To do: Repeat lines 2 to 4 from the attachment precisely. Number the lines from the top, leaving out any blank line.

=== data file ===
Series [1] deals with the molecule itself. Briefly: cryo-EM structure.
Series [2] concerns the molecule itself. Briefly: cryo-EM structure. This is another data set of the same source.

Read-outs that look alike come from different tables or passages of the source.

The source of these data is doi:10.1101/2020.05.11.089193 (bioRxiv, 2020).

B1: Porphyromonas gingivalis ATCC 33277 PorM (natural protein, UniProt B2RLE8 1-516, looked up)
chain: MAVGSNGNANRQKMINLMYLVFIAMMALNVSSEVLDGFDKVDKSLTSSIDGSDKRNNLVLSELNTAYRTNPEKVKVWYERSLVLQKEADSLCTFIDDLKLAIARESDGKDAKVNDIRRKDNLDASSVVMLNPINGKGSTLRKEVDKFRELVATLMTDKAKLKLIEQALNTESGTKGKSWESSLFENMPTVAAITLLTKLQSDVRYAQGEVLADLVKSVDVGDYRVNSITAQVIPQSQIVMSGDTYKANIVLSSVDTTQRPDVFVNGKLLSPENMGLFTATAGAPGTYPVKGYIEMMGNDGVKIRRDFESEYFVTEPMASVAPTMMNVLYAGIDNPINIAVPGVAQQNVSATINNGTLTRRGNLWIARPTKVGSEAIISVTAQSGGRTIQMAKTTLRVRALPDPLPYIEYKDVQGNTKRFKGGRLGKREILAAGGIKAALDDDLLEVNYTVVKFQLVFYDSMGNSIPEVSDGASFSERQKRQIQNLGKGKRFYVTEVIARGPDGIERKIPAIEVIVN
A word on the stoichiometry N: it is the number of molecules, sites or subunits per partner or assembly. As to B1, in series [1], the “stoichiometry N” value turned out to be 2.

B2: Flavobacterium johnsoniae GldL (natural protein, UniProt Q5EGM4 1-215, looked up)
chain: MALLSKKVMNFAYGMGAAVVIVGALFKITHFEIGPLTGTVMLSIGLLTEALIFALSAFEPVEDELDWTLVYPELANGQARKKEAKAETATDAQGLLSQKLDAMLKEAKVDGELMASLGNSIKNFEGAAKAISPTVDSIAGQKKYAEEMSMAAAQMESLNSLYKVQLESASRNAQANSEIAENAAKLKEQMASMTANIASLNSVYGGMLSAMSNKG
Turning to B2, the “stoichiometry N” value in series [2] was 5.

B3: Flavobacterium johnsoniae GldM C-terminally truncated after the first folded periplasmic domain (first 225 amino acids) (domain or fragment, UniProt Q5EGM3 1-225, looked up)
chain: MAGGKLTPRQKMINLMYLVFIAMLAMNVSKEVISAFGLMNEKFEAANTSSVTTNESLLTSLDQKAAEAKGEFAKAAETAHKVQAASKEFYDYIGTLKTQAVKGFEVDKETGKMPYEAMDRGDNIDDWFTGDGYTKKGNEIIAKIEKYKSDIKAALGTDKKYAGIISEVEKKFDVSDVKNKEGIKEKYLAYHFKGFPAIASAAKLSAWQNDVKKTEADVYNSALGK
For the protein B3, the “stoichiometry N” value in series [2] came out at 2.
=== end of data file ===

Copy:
Series [2] concerns the molecule itself. Briefly: cryo-EM structure. This is another data set of the same source.

Read-outs that look alike come from different tables or passages of the source.

The source of these data is doi:10.1101/2020.05.11.089193 (bioRxiv, 2020).